Retribution is one of the arguments used to justify the retention of death penalty in most retentionist African countries, including Malawi.
One columnist once stated in his entries in the weekly papers that it is necessary to kill an offender so as to dissuade other people from committing the same kind of crime.
The columnist argued that abolition of the capital punishment would encourage offenders to continue killing without fear of paying with their dear lives.
While agreeing that the primary purpose of legal punishment is to deter crime, Association of Secular Humanism (ASH) executive director, George Thindwa, contended that one of the problems with deterrent argument is that the defenders of death penalty do not seem to understand what actually the greatest deterrent to crime is.
‘Retentionists believe the death penalty is an indispensable weapon in combating violent crime. But evidence has shown that death penalty cannot and shall never be deterrence to would-be criminals in Malawi and other countries where capital punishment is still intact,” said Thindwa.
A Catholic priest, Father Agostoni, seems to agree with the humanist.
In his book titled May the sate kill?, Agostoni notes that: “Making a case for the abolition of the death penalty does not in any matter attempt to underestimate the difficulty associated with healing victims of violent crimes such as rape, murder, and other unbelievable and outrageous crimes.”
He says since the purpose of death penalty is to kill convicted criminals, its very purpose lies in deprivation of existence; its inevitable result is the denial of human life.
“It is hard to see how this methodical deliberate destruction of life by governments can be anything other than breach of the right to life. The implementation of death penalty is also a denial of individual rights to dignity.
“Although the right to life is not absolute, it is still, the supreme right and the most fundamental’ of all human rights. Thus, sentencing to death and executing a person violates that person’s right to life since even a murder has indisputable right to life, which has to be respected. In additional, it is argued that deliberately killing someone violates the most basic of all human rights-the right to life- and has no place in today’s world,” he argues.
Many Christians believe that faithfulness to the ministry of Jesus requires them to oppose capital punishment although they acknowledge that the Old Testament mandated this penalty for murder, but Jesus changed everything.
Typically, their view is that the harsh and mean God the Father of the Old Testament established execution, but the loving and kind God the Son of the New Testament abolished it.
The doctrine of the Trinity affirms the eternal unity of all three persons of the Godhead, but such a fundamental disagreement between the Son and the Father would rupture this unity.
In fact, if Jesus had contradicted any of the Father’s principles, let alone such a well-established one, that very disagreement would have immediately disproved his claims to be the divine Son.
This was exactly the heresy the Pharisees were hoping to trap him into when they brought the woman caught in adultery to Jesus.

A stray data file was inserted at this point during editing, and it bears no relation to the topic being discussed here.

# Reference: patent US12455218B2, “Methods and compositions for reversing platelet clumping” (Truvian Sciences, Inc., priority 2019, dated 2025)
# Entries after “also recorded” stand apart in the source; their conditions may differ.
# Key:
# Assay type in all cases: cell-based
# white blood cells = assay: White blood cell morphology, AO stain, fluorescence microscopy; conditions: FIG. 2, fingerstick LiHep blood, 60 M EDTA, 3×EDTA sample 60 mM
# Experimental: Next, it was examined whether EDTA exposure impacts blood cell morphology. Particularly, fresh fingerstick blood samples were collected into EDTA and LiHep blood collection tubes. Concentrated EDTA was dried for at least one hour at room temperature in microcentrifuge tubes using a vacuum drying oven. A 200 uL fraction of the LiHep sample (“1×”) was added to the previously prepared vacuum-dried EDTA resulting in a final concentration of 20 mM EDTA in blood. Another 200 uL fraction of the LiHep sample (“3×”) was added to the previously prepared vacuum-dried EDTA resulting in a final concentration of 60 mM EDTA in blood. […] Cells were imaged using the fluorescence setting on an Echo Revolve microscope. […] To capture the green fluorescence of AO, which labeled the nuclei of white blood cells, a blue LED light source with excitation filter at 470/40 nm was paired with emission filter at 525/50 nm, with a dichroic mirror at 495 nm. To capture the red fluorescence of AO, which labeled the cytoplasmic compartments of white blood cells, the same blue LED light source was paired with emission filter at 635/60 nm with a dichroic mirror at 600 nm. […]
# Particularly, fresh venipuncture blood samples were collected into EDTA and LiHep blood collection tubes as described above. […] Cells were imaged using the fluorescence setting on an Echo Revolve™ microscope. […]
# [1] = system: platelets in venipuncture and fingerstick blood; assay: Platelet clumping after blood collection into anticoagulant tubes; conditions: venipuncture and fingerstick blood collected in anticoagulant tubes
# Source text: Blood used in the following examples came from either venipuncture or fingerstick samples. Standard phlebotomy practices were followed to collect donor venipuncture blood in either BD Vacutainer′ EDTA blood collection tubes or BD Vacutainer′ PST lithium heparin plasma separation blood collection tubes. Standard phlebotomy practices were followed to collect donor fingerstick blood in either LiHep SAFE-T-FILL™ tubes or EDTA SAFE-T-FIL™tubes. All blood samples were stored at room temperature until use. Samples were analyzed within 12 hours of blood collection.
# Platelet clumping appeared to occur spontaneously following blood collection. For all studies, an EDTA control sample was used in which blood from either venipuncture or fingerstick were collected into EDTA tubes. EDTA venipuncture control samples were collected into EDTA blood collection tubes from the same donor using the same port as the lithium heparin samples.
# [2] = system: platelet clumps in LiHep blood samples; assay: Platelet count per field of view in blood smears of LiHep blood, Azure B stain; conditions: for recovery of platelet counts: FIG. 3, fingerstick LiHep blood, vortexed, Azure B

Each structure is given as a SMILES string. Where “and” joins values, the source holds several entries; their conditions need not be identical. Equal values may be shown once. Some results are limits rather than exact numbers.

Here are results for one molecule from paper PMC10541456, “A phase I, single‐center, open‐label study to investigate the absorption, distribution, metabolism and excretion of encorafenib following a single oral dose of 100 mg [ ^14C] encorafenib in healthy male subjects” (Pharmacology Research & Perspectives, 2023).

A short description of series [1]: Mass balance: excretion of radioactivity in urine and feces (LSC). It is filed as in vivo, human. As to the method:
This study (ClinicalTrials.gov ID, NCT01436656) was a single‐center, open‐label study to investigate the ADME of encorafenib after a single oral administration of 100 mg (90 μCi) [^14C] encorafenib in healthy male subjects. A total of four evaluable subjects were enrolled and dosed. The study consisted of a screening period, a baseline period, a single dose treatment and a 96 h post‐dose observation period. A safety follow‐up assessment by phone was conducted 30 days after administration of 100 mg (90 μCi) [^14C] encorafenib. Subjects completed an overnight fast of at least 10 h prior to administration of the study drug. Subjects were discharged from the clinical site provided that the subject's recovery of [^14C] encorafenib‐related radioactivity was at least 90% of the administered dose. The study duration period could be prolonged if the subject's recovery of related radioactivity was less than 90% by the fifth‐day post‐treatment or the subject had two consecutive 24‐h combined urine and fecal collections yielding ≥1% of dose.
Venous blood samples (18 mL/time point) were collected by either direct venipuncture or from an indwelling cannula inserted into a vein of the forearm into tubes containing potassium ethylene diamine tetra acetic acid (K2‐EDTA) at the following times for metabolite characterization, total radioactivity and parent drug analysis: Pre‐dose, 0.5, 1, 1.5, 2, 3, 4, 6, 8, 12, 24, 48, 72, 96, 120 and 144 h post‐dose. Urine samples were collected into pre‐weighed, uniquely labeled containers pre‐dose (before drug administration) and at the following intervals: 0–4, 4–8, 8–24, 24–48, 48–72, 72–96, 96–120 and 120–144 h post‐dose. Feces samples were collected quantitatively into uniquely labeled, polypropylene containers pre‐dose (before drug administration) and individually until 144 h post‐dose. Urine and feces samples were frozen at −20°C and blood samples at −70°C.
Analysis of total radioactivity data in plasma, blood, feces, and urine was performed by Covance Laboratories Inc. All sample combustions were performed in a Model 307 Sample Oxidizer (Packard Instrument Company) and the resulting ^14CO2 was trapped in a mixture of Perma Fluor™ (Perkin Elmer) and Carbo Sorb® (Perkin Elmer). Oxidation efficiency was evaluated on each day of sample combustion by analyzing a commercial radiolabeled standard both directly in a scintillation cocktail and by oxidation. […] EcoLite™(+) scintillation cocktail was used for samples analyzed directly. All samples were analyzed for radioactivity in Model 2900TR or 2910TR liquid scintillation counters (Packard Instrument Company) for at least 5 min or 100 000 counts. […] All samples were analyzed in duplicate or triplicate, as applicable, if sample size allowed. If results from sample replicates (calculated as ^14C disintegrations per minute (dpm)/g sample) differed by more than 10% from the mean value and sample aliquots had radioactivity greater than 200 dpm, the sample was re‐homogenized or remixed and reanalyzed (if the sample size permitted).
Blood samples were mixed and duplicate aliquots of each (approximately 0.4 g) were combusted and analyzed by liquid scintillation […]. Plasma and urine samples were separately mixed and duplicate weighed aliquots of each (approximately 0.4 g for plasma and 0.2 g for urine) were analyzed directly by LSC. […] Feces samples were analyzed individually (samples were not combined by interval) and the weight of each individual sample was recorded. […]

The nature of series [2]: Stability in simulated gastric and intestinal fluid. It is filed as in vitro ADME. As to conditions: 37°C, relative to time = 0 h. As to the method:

Religion scholar, Andrew Tallman, argues in one of his publications that the Bible is, in fact, in total support of death penalty.
Tallman cites Jesus Christ, who far from opposing capital punishment; he advocated it, as His unity with the Father required.
In Matthew 5:17-18, Jesus taught, “Do not think that I came to abolish the Law or the Prophets; I did not come to abolish, but to fulfil. For truly I say to you, until heaven and earth pass away, not the smallest letter or stroke shall pass away from the Law, until all is accomplished.”
And just a few verses later, Jesus extends the prohibition against murder to hatred and condemns haters to “the hell of fire” (v. 22), which is strange talk for someone who opposes capital punishment.
“It’s difficult to dismiss these verses because they occur smack in the middle of the Sermon on the Mount, which is often mistakenly offered as the repudiation of Old Testament justice. If Jesus elsewhere opposes capital punishment, then he is not only contradicting the Father, but even His own words,” emphasises Tallman.
Later, Jesus scolds the Pharisees and scribes for teaching leniency toward rebellious children by quoting the Old Testament, “For God said, ‘Honour your father and mother,’ and ‘He who speaks evil of father or mother, let him be put to death’” (Matthew 15:4).
Subsequently, when the Romans come to arrest Jesus, Peter rather ineptly tries to defend Him by killing Malchus, but only succeeds in slicing off his ear. Jesus rebukes him with the warning, “Put your sword back into its place; for all those who take up the sword shall perish by the sword.”
Far from advocating pacifism, as this passage is often misused to do, Jesus here teaches Peter that using the sword (for murder) will only get the sword used against him (for execution).
Professor Michael Pakaluk of Clark University so perfectly expresses the point, “If no crime deserves the death penalty, then it is hard to see why it was fitting that Christ be put to death for our sins….”
“If we didn’t deserve the death penalty ourselves, then why would Christ need to suffer it on our behalf in order to satisfy the justice of God? Denying the death penalty directly assaults the justice of the Father—the One who required His own Son to pay precisely that price in our stead,” argues Pakaluk.
“Literally from beginning to end, the Bible teaches that capital punishment is authorised and required by God. If so, then why do so many people claim to oppose this practice on religious grounds?” adds Tallman.